Sports safety tips and equipment including mouthguards & sugar in sports drinks
As parents, we want our children to thrive. We guide and encourage healthy choices and activities, including exercise. Whether your kids have athletic prowess or are part of the support team, involvement with a sport is beneficial in many ways – building strength and muscle tone, interacting with others, stress release and more. But athletics are not all fun and games. Sports safety is crucial.
With very young children, parents are essentially in control, ensuring our kids’ safety and overseeing their choices. Once kids are in school, we’re still very involved, often packing their gear and serving as parent taxis for activities, practices and games. Sitting on the sidelines of lacrosse matches or in the stands at the ice rink, we can stack the deck in our kids’ favor, making sure their helmet, water bottle and mouthguard are easily accessible.
These are the years to educate, to help your child build responsible habits for sports safety. Some kids listen and learn; others need scare tactics like photos or stories about life after a head injury, root canals due to broken teeth and potential lasting health effects due to dehydration. Whatever it takes.
Once in middle school, many kids are inclined to shrug free of (possibly overbearing?) parental involvement and follow the lead of their peers. While we want to encourage our kids’ growth and foster their independence, we also know that those peers aren’t always making the best choices. And fitting in can prevail over personal safety and healthy choices.
Five important facts about sports health and safety
1. Thumbs-down for sugars and sweeteners
The global sports drink industry is gigantic and growing … expected to reach $5.92 billion by 2021 (Reuters).
While the main ingredient in sports drinks is water, they also contain carbohydrates, mostly in the form of sugars like glucose, sucrose and fructose. These sugars provide unnecessary calories, are bad for teeth and can offset the positive calorie-burning benefits of exercise. Furthermore, high carbohydrate beverages take longer to actually hydrate you. Running expert Coach Jeff of RunnersConnect notes that as a general rule, the higher the carbohydrate content of your beverage, the slower the absorption rate will be.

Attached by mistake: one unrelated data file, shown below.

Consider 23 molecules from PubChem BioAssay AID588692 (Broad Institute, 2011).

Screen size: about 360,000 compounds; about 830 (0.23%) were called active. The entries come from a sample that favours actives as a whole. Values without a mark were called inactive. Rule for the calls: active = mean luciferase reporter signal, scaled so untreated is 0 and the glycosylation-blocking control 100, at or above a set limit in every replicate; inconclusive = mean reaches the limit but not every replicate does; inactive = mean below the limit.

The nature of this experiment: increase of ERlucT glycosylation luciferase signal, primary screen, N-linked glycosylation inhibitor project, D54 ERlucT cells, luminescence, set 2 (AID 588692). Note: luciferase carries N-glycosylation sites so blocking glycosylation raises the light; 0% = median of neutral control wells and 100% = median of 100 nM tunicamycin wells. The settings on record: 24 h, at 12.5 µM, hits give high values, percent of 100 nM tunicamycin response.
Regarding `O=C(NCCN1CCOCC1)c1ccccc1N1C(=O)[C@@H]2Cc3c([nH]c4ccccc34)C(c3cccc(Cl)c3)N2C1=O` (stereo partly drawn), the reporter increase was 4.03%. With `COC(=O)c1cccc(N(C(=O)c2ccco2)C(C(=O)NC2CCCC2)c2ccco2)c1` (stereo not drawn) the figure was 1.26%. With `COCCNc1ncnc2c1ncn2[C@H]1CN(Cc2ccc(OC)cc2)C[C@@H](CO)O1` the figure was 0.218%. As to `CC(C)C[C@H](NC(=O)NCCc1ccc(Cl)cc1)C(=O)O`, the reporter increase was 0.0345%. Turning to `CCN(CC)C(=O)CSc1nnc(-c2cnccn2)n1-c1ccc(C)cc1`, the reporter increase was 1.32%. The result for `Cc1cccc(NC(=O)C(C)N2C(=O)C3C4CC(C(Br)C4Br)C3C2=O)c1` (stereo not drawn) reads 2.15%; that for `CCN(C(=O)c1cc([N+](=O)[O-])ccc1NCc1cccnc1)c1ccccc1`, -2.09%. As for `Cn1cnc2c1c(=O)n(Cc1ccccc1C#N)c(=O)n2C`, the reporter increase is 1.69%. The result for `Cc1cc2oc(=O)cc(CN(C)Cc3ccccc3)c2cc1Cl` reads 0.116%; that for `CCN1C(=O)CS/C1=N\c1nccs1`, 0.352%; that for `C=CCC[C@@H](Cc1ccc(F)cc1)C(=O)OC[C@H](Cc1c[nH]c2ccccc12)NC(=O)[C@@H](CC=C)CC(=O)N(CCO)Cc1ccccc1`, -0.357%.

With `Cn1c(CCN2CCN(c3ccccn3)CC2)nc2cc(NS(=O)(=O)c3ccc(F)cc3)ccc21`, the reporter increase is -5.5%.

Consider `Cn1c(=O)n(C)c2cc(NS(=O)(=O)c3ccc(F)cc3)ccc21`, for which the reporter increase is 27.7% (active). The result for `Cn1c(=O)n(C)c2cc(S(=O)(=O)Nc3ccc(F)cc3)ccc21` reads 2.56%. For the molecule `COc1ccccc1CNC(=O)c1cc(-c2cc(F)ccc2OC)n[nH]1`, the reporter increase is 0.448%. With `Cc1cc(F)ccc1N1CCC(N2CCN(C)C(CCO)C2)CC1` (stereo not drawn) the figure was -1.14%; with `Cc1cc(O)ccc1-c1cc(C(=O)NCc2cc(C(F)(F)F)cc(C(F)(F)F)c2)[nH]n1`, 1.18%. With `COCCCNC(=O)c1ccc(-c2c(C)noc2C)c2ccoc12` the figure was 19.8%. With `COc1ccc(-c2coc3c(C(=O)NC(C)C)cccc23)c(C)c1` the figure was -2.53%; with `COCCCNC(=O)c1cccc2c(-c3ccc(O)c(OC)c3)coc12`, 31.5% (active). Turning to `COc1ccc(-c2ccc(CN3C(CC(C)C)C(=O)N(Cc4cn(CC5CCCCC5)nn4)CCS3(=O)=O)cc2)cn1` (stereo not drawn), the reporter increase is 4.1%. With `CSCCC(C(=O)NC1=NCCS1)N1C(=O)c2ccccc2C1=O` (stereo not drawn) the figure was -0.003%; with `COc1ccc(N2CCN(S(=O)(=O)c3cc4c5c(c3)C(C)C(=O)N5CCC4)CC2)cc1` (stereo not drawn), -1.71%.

While low-calorie sports drinks have less sugar, they often contain artificial sweeteners and colors — both undesirable chemical additives.
2. Helicopter parents need not hover
In the greater majority of cases, simple common sense can help people to avoid dehydration. A player experiencing a cramp or pain needs to slow down and walk it off. Likewise, a player who is thirsty needs to drink. Dr. Francis Wang, the team physician for Harvard athletics, tells his athletes, “for most players, thirst is a good guide for hydration.” It’s as simple as that.
3. Most of us aren’t running marathons
Sports drinks include electrolytes (like sodium and potassium) and carbohydrates (sugars, including glucose, sucrose or fructose). Sports drinks “were originally developed for hard-core athletes to replenish electrolytes, such as sodium and potassium, that are lost in sweat, plus carbohydrates that muscles use for fuel,” notes Amy Keating, RD, a nutritionist for Consumer Reports. “The average exerciser needs to replace water, not electrolytes.”
WebMD agrees, stating “for most outdoor activities, good old-fashioned tap water does the trick.” Bonus: In most towns, tap water is enriched with fluoride, a mineral that is beneficial for your teeth.
Worth repeating: Water is the best method of hydration unless you’re an endurance athlete.
4. Teeth don’t grow back
Chances are one of your child’s teammates (or your own child) has suffered a sprained ankle, torn tendon or broken bone. And while any of those injuries may result in the end of a season or even a spot on the team, they generally heal in time or can be surgically repaired if necessary.
Teeth, on the other hand, don’t heal. The National Youth Sports Foundation for Safety reports that an athlete is 60 times more likely to sustain damage to the teeth when not wearing a protective mouthguard. Damage can include broken or chipped teeth as well as nerve damage to a tooth, which could necessitate a root canal.
The Cleveland Clinic recommends use of mouthguards not only in organized sports (where they may be mandated), but also in non-contact sports and recreational activities such as mountain biking. Cleveland Clinic sports and exercise medicine physician Anne Rex, DO, FAOASM advises parents to require that their children wear mouthguards from a young age and to consider the mouthguard an essential element of their gear.
5. Concussions are not child’s play
Where the possibility of brain injury is involved, there’s no such thing as excessive caution. Concussion protocols are prevalent today in sports at every level. Sports and exercise medicine physician Anne Rex notes that “mouthguards may also reduce the severity of concussion, helping to redistribute forces from a blow to the head, which in turn can reduce the severity of a concussion.”
Keep your kids and yourself healthy and safe with common sense practices about sports safety.
Questions about mouthguards? Don’t hesitate to ask. We’re here to help.